Isle of Man

Lead Mining in Laxey - Part 2


Lady Isabella Wheel


Named after the wife of the then Lieutenant General, the beautifully restored waterwheel was built in 1854 to pump water from the Great Laxey Mines industrial complex. It was capable of pumping 250 gallons of water a minute from a depth of 200 fathoms (1200).

The wheel was painted bright red, black and white and with its Three Legs of Mann, can be seen from all over the valley.

Lady Isabella Wheel, Isle of Man

it is possible to climb to the top of the wheel for views of Laxey.

Laxey from the wheel

Each of the 168 slats round the perimeter of the wheel holds 24 gallons of water and could generate around 200 horse power.

Laxey wheel



A series of lades was built to collect water from the surrounding hillsides and was collected in a cistern.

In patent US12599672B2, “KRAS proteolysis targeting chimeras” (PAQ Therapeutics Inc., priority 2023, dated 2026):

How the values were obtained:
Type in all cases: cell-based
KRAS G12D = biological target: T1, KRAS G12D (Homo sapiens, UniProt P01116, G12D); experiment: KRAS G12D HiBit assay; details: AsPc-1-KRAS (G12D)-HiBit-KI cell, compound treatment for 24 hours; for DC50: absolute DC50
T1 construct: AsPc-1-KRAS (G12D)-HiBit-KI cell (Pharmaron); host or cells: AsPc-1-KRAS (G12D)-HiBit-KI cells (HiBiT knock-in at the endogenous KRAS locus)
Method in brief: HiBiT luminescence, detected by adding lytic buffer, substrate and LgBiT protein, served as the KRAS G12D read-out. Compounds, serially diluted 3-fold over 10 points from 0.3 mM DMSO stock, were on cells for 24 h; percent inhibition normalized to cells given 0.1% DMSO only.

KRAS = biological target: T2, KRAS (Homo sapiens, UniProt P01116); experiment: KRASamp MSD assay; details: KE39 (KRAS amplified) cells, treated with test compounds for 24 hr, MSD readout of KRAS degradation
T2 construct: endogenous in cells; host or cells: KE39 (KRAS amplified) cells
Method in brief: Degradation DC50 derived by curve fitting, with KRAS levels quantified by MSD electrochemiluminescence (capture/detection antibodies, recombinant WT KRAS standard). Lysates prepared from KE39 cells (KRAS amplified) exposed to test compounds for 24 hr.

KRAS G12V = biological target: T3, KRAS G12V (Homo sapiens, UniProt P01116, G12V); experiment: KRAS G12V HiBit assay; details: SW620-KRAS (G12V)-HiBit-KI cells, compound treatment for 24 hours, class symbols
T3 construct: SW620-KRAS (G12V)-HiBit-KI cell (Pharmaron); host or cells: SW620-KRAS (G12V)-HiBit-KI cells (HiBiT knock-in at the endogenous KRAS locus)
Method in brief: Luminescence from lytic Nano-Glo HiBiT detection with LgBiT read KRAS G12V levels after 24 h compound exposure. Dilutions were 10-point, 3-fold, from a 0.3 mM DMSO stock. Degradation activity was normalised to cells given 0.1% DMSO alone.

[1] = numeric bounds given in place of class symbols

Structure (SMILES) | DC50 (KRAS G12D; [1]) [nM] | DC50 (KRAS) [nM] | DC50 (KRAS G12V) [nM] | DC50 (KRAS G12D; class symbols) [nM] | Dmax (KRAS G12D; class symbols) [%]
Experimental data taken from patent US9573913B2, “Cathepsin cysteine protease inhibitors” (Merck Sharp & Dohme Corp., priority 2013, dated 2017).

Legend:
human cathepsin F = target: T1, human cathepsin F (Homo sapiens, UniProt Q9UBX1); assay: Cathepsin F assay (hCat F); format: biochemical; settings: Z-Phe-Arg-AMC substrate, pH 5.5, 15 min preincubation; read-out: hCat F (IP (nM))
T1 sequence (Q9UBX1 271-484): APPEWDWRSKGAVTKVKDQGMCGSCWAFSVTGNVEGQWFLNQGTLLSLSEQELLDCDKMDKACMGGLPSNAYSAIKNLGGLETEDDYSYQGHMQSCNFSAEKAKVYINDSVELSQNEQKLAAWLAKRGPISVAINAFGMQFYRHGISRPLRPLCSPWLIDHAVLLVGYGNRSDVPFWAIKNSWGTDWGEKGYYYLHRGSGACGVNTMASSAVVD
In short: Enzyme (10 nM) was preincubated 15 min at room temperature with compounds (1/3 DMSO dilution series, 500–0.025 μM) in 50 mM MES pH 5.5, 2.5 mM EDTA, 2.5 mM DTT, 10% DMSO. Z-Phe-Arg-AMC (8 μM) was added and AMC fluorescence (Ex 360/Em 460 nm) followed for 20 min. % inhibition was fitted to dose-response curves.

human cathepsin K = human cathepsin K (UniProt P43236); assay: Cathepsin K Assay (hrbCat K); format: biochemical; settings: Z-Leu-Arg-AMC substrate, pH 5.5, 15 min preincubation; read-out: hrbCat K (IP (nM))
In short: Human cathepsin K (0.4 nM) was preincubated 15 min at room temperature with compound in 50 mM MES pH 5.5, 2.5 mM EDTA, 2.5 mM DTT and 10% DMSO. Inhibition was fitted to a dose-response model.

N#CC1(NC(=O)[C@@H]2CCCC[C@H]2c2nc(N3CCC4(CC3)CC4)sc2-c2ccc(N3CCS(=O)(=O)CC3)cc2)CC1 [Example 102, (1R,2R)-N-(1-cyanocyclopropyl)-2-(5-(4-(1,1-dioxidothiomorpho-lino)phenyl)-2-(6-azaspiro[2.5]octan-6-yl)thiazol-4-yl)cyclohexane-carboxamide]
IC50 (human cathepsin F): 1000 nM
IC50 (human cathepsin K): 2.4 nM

Laxey mines trail, Isle of Man

A closed underground pipe took the water to the base of the wheel tower.

Lady Isabella Wheel, Isle of Man

As the cistern was higher than the top of the wheel, water was pushed to the top by gravity. The water runs underneath the viewing platform into the slats which turn the wheel.

Lady Isabella Wheel, Isle of Man

A wooden crank turns the rotary movement into a horizontal movement.

Lady Isabella Wheel, Isle of Man

Lady Isabella Wheel, Isle of Man

It is attached to a very long rod which runs along the rod viaduct to the Engine shaft.
 
Lady Isabella Wheel, Isle of Man

Laxey wheel rod

The other end is attached to a counterweight.
 
Lady Isabella Wheel, Isle of Man

A T rocker at the Engine Shaft is connected to the pump rod in the Engine Shaft and converts the horizontal movement to a vertical movement.
 
Lady Isabella Wheel, Isle of Man

The engine shaft contained five plunger pumps at different depths. On the downward stroke, these forced water through a one way valve into the main pipe. On the upward stroke, the valves shut pushing water up the pipe. Once it reached the main adit, the water then drained away into the Laxey River.

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